Because Anna is so direct and begins talking about herself almost immediately and because Faber is a most polite man who will not interrupt her, it is several minutes before he has the opportunity to advise her that she really wants the office down the hall where the psychoanalyst Dr. Monnier holds forth. By then he is intrigued with her and smitten, and is slow, very slow, to advise her of her error.

Also because Anna likes to talk about herself like a teenager and because William Faber is a practiced listener, there is a certain simpatico that automatically develops.

One can see where this is heading. She talks, he listens. She performs, so to speak; he appreciates. Faber is the kind of man, as his "ex" points out, who never makes the first move. This is good for Anna because it allows her to become comfortable with him before she has to respond.

The complications begin with the appearance of Anna's husband who first makes an unusual sexual demand of the very proper tax accountant, and then when that is refused, treats Faber to a most upsetting motel scene through a window across the way. Yes, it's a little contrived (as is the movie's premise). But I like the way Leconte didn't let us see the scene and only revealed later what Faber had seen.

Near the end of the film we see Faber for the first time sans necktie, which we can guess signals a change in the man. The film ends in a most artistic way with a shot from above as Anna lies stretched out on a classic analyst's couch in a cute frock with her ankles crossed and Faber... Well, we see the credits roll down the screen and we can imagine what will eventually happen.

My favorite Leconte film is Ridicule (1996). I also liked his La Fille sur la pont (1999). If you haven't seen his work you are in for a treat. He is witty in a sly way (especially here in Confidence trop intimes) and can be strikingly original. Like all good directors, he never loses track of the audience and the needs of the audience. His films are carefully cut so that we always know what is going on, but without any heavy-handedness.

See this for Patrice Leconte, one of France's most talented film makers.
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2 of 2 people found the following review helpful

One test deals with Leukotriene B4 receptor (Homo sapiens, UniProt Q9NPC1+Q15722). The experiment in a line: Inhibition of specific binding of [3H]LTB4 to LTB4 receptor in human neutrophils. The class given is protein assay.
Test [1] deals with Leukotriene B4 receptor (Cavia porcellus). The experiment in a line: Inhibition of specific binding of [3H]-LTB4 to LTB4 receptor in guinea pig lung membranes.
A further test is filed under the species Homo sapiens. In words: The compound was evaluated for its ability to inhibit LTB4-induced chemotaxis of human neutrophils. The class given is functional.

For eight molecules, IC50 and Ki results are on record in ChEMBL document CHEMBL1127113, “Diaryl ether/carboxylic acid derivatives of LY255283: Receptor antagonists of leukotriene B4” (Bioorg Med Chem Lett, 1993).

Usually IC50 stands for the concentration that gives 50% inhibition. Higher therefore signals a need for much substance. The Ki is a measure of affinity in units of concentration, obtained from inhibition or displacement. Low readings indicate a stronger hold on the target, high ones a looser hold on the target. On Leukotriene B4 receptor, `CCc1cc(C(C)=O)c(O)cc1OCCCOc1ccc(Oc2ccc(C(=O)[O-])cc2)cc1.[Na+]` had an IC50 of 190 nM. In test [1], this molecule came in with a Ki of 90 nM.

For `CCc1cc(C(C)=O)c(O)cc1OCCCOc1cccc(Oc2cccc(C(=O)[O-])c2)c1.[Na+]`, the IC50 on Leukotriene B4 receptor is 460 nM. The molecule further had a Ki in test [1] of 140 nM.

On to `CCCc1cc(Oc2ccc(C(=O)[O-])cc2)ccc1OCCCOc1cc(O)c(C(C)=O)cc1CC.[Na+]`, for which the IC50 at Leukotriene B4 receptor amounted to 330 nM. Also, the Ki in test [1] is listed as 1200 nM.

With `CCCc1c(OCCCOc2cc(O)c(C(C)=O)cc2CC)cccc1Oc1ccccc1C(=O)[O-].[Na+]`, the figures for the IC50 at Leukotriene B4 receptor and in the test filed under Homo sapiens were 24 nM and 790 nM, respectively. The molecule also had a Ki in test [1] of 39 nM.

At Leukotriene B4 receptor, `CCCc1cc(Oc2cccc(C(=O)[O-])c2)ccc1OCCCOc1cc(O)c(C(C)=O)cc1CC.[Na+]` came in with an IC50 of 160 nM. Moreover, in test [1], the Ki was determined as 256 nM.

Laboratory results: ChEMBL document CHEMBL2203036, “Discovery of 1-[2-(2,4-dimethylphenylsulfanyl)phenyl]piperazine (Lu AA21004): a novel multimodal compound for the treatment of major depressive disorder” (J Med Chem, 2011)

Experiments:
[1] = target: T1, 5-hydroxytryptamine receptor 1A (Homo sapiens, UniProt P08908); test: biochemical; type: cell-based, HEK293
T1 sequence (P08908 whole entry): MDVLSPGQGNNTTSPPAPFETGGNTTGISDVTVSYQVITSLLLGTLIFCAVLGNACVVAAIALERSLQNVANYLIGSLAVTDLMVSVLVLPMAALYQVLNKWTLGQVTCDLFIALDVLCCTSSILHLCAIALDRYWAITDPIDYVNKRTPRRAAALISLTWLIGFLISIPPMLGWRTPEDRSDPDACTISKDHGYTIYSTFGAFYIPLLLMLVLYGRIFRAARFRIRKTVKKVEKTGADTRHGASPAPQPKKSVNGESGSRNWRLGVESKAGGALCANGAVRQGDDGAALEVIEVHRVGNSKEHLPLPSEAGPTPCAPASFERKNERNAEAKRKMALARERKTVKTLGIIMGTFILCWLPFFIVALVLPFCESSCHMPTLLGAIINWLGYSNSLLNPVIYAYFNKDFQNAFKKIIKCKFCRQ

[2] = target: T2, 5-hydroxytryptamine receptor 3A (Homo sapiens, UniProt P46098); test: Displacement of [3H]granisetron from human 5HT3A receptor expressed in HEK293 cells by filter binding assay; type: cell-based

on August 5, 2008
An attractive woman walks into an office she believes to be that of a psychiatrist and proceeds to reveal her innermost secrets to a baffled tax lawyer. Cue conflict, misunderstandings and wary mutual attraction. That's it really, but charmingly done with good performances and just a hint of underlying menace. Those who are afraid to `make the first move' or have ever regretted not doing so may find themselves squirming in identification with the male character. Enjoyable.
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1 of 1 people found the following review helpful
Patrice Leconte is one of my favorite directors, but first time round I found Confidences Trop Intimes little more than a pleasant but disposable diversion despite the promise held by his reunion with his Monsieur Hire star Sandrine Bonnaire. Surprisingly, although slightly disappointing on a first viewing, I found it held up remarkably well on a second viewing.

In some ways a sly reversal of Last Tango, in which two characters meet to talk rather than to screw, the limitations I noticed first time round still hold true: it's more a conceit than a movie, a character piece that never goes anywhere much but holds the interest. Bonnaire, previously not a favorite actress of mine, is increasingly impressive in a superb performance that really does evolve throughout the course of the film, easily outclassing Fabrice Lucini. Always a rather one-note actor, Lucini is at his best here, but the fact that his character is incapable of growth - even the final move is more a change of surroundings than of character and can actually be viewed as a retrograde step - makes him more of a sounding board for Bonnaire than a real focus for the film. Coming across as a somber Eric Idle cross-pollinated with a hesitant Jean-Louis Trintignant, we know everything about him very early in the film, and he is never quite drawn out of his shell enough to ever become genuinely interesting in his own right.

Despite the claustrophobic settings, Leconte never fails to make the film cinematic, his mastery of the Scope frame making what could have just been a chamber piece into a surprisingly rich experience. In many ways he's like Sidney Lumet in his prime in his ability to find a way of making two characters sitting down and talking to each other more cinematic than most directors can make a street scene. Unfortunately, it doesn't amount to much by the time the end credits are rolling. A minor film from a major director, but it's best not to go in expecting too much.